45^fifl¢∞


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The Oakmont News / May 1, 2017

Forrest Yoga Chair Stretch and Balance Class nCarol King, RYT (Registered Yoga Teacher)

Feel Better in Your Body!

WHAT: Chair Stretch and Balance Class WHEN: Thursdays from 10:30–11:30 a.m. WHERE: West Rec. Center—Lower Level COST: $50 for six classes. First class is free with the purchase of a class series Enhance your life and increase your energy with this lively and gentle class. Movements are connected with breath-work. Feel, use and strengthen your core, even while seated! Balance work is done out of the chair. You have the option to explore balance or remain seated. Small free weights are used to tone and strengthen the upper body. Equipment: Bring a set of free weights—your choice of 1, 2 or more pounds—the weight you want to work with. Please bring water.

Feel good from the inside out Deepen your breath, build strength and increase your energetic flow

WHAT: Forrest Yoga Classes WHEN: Tuesdays from 12:30–1:30 p.m.; Thursdays from 9–10 a.m. WHERE: West Rec. Center—Lower Level COST: $50 for six classes. First class is free with the purchase of a class series Challenge yourself and explore yoga poses safely. I guide students with hands-on adjustments and modify poses as needed. My classes integrate breath, core strengthening and alignment. Reduce your stress level while boosting your energy level. Perfect for new students, senior students and advanced students who want a more gentle practice. My classes are appropriate for all levels. People with injuries or conditions are encouraged to attend. Connect with yourself and others in a safe and supportive setting. Equipment: Bring your mat, water and props you have—like blocks, straps and yoga blankets. A beach towel can be used in place of a yoga blanket so please bring one. I supply a limited amount of props to share. I am a certified Forrest yoga instructor. I am passionate about helping others feel better in their bodies. I have several years of experience teaching Chair Stretch and Balance classes in addition to yoga classes and private sessions. Please see http://www.carolkingyoga.com for more information about me, Forrest Yoga, local classes near Oakmont and Saturday workshops. Feel free to contact me at carolking1234@yahoo. com, 696-5464.

Tai Chi for Beginners nDr. Kate Ha, Faculty at Sonoma State University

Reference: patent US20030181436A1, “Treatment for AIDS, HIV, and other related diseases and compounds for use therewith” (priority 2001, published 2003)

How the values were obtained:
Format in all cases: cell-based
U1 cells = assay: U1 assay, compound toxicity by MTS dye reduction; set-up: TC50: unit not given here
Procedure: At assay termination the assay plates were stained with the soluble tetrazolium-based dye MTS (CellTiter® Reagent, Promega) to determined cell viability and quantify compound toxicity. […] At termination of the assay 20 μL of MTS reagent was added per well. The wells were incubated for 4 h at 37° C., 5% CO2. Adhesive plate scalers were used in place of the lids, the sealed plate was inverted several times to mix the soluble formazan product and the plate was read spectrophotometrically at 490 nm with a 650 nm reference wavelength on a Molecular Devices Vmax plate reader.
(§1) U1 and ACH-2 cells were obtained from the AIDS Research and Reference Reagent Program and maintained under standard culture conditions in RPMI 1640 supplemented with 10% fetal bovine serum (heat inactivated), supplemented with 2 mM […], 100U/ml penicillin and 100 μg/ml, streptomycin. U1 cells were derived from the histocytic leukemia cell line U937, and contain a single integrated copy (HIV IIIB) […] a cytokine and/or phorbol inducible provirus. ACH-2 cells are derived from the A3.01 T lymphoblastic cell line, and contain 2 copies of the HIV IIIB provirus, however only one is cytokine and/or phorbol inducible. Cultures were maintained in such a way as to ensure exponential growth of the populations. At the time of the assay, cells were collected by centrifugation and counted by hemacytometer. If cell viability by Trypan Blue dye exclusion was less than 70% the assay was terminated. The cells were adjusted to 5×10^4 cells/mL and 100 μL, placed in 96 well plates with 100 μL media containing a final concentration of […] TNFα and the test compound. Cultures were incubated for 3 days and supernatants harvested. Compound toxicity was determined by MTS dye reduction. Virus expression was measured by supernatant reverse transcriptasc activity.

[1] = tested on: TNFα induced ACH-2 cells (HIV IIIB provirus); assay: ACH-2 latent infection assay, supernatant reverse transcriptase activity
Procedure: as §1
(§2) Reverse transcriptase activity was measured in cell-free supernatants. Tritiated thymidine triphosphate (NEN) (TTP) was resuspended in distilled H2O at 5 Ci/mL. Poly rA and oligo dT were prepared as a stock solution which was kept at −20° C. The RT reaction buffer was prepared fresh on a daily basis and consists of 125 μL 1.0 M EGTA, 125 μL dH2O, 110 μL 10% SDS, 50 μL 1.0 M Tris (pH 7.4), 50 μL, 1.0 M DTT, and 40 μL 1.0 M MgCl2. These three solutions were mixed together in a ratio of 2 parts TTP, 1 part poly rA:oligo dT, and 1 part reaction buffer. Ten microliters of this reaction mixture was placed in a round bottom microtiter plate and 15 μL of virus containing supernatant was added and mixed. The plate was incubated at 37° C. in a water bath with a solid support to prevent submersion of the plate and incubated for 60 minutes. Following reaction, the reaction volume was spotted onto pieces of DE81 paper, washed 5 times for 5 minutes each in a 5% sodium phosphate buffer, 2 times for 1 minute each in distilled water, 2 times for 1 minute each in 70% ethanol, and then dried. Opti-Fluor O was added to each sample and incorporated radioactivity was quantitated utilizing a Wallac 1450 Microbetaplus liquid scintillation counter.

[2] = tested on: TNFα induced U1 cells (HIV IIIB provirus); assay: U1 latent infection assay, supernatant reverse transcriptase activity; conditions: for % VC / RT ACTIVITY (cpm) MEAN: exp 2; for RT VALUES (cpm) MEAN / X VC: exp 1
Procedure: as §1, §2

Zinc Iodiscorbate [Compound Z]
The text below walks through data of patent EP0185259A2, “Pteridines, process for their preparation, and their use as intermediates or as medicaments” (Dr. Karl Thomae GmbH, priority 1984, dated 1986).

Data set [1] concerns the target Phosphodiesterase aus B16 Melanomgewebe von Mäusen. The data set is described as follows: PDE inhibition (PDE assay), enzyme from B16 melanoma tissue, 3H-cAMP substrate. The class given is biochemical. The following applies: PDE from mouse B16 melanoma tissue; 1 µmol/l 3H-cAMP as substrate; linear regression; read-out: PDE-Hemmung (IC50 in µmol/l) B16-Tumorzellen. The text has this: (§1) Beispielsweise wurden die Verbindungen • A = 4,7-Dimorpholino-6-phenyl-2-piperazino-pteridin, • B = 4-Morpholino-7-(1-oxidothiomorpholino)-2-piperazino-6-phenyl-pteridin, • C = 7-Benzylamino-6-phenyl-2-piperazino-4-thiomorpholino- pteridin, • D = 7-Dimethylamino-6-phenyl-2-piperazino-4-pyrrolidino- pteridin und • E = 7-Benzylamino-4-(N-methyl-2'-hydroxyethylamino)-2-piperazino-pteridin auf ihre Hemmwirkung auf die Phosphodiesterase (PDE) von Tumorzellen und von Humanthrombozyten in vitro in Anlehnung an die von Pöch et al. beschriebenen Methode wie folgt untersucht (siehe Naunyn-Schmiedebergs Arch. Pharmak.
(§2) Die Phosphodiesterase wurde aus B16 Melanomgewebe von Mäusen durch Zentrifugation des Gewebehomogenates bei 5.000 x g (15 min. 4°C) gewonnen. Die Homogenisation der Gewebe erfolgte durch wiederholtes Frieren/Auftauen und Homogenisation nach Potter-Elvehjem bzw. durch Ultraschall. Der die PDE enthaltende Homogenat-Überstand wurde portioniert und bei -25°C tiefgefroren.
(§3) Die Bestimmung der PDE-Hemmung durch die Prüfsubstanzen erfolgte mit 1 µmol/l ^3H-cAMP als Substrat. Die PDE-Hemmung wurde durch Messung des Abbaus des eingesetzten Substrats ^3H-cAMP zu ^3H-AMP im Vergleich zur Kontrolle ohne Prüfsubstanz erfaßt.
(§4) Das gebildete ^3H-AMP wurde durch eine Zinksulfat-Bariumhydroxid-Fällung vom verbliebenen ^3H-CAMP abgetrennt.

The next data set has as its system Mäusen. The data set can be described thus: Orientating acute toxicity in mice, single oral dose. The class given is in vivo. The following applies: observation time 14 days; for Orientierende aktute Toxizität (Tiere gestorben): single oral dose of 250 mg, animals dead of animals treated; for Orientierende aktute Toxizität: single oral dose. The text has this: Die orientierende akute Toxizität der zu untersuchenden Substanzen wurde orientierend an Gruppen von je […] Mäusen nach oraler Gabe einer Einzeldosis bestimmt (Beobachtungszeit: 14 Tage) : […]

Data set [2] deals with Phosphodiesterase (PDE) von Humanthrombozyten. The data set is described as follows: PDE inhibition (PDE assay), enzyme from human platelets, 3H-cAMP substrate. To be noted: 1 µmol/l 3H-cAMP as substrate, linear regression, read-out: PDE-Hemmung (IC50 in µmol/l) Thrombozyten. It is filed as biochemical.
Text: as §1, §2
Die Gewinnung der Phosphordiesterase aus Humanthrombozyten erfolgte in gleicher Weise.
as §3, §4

If you have never had the opportunity of practicing Tai Chi, now is your time. Movements are slow and relaxed and ideal for the senior who is struggling to improve balance as well as agility. Tuition is $75 for a 5 class workshop. You can start anytime and classes do not have to be consecutive in case you have other appointments to attend to. Pre-registration is required, so call me at 318-5284. I will answer your questions and encourage you to at long last begin this ancient Chinese exercise that millions across the world practice. We meet on Thursdays from 9–10 a.m. in the Upper West Rec. Don’t forget to call me. I will love talking to you.

Meditation for Women nSheikha Halima JoAnn Haymaker

The Women’s Meditation Circle will meet on Wednesday, May 3, at 11 a.m. at 147 White Oak Drive. Open to all women without fee. We will listen to music, meditate in silence, hear Rumi’s poetry and words of Sufi wisdom. Come to find peace in our circle of light. Let me know if you are coming: 537-1275 or jhay@ pacbell.net or just arrive.

HEARS

Hearing, Education, Advocacy, Research and Support nJohn Taylor, HEARS President

The next HSG (Hearing Support Group) meeting is Monday, June 19 at 11 a.m. in Room B of the Central Activities Center (not Berger).

Hearing aids and more

If you have hearing aids, wear them—all waking (and non-showering) hours. The deciphering of voice, music, sounds, etc., coming to your ear is done by the brain using the nerve signals it receives from the inner ear. Thus, new hearing aids mean your brain is now receiving nerve signals from sounds you haven’t been able to decipher because of inner ear malfunction. The brain must re-learn how to decipher those sounds and it takes roughly 21 days for the brain to do that and requires wearing the aids. So, wear them. If the strange noises are too disturbing, go back and have the HA adjuster reduce the amplification, to be increased later after the brain has had some time to adjust. If the HAs are physically uncomfortable, don’t put up with it—go back and get them adjusted. If you have paid umpteen thousands for hearing aids, you are entitled to numerous follow-up appointments for adjustments, cleaning and periodic hearing tests. Go for however many visits it takes to make them comfortable and usable full time and then a minimum of three visits per year for checkup. Do not put up with discomfort. If you have trouble keeping the HA in the ear and are prone to or worried about losing it, consider getting custom molded ear inserts. I have had them for 25 years, haven’t (yet) lost a HA. Lower cost hearing aids are coming on strong. There’s much information on the internet about them, some are cheap junk and some appear to be professional products that could very well be adequate for many levels of hearing impairment. We’ll discuss some of them in HSG meetings. My Veterans Administration audiologist is very enthusiastic about some new Zpower batteries for rechargeable HAs. A charge lasts more than a full day, the batteries last a year, and are charged in the HAs which means that fiddling with those little things with arthritic fingers is only needed once a year. I can hardly wait! Cell phone calls into both hearing aids (via Bluetooth) are wonderful but the speakerphone on the house phone leaves much to be desired. Today I received a neck loop that plugs into the house phone and then feeds the T-coils into my hearing aids. This is a free product from CTAP (California Telephone Access Program, 800-806-1191, www. californiaphones.org/). They have a number of free products for the hearing impaired including amplified and caption phones. Oakmont HEARS goal is to help improve hearing for our residents. Do get on the HEARS email list by emailing jctmkt@gmail.com and attend the HEARS and HSG meetings.